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produced interval

FIGURE 9.8 Pulse accumulation in conditions of low and high frequency of trials with breaks. Accumulation is faster in the low- than in the high-frequency condition, because attentional shifts are less frequent. The criterion is reached earlier when accumulation is faster, resulting in relatively short produced intervals.

triggers the end of interval production. The difference in accumulated counts at the end of prebreak duration (a in Figure 9.8 when break location is 2200 msec) would determine the difference between produced intervals (a') in the high- and low-frequency conditions. Because the temporal criterion is reached earlier in the low-than in the high-frequency condition, produced intervals are shorter. The difference would be proportional to prebreak duration: we can deduce from Figure 9.8 that the difference in accumulated counts between the low- and high-frequency conditions would be smaller if the break occurred earlier, for example, 700 msec after the first key press rather than 2200 msec. Differences between produced intervals in the low- and high-frequency conditions are thus proportional to prebreak duration, which results in the observed interaction between prebreak duration and frequency of trials with breaks.

The relation between produced intervals and prebreak duration is linear in both high- and low-frequency conditions, suggesting that the duration and frequency of shifts are relatively stable throughout the prebreak duration. Of course, even though shifts are equally spaced and of the same duration for illustrative purposes in Figure 9.8, we do not assume this to be the case.

In this interpretation, accumulation proceeds according to an ON-OFF operation mode, depending on whether time is selected as the focus of attention. Accumulation would be under control of a mechanism compatible with a flickering switch, discussed in recent articles on the role of selective attention in timing (Lejeune, 1998, 2000; Penney et al., 2000; Zakay, 2000). In the information-processing model of interval timing (Church, 1984; Gibbon and Church, 1984; Gibbon et al., 1984), pulses are accumulated when the switch is closed, and accumulation is interrupted when the switch is opened. Given the constraints of a production task, the switch is normally closed during the interval production, allowing pulse accumulation. The state of the switch is modified in two periods of interval production with breaks. First, it is opened during the break itself, interrupting accumulation (e.g., Meck et al., 1984; Roberts and Church, 1978; Roberts, 1981). Second, it alternates between closed and opened states during the prebreak period (Fortin and Massé, 2000). The results from the present experiment suggest that the level of expectancy for a break controls the frequency of changes in the state of the switch during the prebreak period: the switch would be opened more frequently when a break is strongly expected. Note, however, that longer openings of the switch would produce the same results.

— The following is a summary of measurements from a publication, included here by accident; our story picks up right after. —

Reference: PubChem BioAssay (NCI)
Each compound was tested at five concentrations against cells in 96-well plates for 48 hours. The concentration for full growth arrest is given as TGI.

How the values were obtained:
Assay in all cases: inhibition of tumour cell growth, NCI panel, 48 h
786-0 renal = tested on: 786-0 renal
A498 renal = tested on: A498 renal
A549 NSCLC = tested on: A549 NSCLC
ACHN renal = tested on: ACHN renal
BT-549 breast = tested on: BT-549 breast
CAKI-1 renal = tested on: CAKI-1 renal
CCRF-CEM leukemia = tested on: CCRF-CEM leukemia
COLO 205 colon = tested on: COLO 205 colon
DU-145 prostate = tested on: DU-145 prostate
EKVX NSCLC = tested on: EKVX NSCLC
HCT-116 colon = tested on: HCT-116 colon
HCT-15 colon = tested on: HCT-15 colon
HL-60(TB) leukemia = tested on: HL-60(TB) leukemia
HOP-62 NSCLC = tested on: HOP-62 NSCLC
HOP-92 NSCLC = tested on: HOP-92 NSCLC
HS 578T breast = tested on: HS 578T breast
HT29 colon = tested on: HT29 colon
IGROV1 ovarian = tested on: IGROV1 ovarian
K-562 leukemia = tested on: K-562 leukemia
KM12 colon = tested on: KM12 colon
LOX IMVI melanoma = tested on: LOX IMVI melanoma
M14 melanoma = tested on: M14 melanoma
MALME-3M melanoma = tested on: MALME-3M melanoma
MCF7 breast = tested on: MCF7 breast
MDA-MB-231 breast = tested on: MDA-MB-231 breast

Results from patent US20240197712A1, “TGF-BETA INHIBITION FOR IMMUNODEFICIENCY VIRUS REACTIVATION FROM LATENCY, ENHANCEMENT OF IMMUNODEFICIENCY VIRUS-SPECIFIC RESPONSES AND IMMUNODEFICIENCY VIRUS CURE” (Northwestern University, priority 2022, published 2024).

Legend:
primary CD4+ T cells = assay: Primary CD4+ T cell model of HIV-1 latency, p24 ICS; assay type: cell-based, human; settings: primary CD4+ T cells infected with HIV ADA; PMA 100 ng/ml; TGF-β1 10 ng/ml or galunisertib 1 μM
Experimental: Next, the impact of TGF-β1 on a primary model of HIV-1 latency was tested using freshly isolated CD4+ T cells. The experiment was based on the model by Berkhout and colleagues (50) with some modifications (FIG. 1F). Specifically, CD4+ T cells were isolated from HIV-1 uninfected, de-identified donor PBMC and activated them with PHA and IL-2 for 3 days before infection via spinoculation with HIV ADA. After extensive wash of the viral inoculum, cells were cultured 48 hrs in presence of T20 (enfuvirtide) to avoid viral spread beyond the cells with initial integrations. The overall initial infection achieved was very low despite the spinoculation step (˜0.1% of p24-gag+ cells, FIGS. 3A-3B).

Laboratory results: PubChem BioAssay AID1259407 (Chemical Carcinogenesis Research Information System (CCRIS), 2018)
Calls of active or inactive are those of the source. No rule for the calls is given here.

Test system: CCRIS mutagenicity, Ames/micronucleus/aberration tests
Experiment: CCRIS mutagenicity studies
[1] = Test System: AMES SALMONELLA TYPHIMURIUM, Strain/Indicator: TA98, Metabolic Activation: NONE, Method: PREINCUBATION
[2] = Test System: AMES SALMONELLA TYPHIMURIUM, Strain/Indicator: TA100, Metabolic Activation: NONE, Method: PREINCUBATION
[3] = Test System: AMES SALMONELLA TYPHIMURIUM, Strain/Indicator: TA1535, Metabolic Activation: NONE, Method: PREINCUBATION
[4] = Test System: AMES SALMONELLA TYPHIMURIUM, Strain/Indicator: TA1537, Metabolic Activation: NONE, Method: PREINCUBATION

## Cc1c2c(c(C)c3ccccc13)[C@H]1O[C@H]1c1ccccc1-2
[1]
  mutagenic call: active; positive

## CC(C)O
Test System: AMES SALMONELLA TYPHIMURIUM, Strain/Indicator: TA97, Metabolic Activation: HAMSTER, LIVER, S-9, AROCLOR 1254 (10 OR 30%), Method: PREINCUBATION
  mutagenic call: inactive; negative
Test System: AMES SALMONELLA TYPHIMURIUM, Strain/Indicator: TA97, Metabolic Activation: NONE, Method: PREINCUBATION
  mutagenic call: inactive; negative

The slope of mean productions as a function of prebreak duration is almost three times greater in the high-frequency condition than in the low-frequency condition (0.21 vs. 0.08). This could be taken as an estimate of the relative frequency (or duration) of OFF periods in the two conditions. On average, OFF periods would be three times more frequent (or longer) in the high- than in the low-frequency condition.

Mean intervals in trials with no breaks, shown in Figure 9.7, seem to follow the linear trend of the production function in the low-frequency condition, but not in the high-frequency condition. This may be related to the difference in proportion of trials with and without breaks. Because almost all trials included a break in the high-frequency condition, participants could develop a precise representation of the four possible break locations so that when the last possible location was past, they stopped expecting a break. That would explain why productions are not longer than they were at the last break location in the high-frequency condition. In contrast, a minority of trials included a break in the low-frequency condition. Representation of the possible break locations was therefore probably much less accurate, making it more likely that participants were still expecting a break after the last possible break location. In these conditions, productions should be longer in the no-break trials than in trials at the longest prebreak duration, which was observed in the low-frequency condition.

Given that the primary interest here was to identify the attentional mechanisms involved in break expectancy, the focus of data analysis in experiment 1 was on the break location effect. Break duration was therefore not included in our analysis.

Overall, the results of experiment 1 replicate and extend those obtained in Fortin and Masse's (2000) study. As in this study, we noted in postexperimental interviews that participants were unaware of the effect of prebreak duration. This suggests that time-sharing during break expectancy is not under voluntary control.

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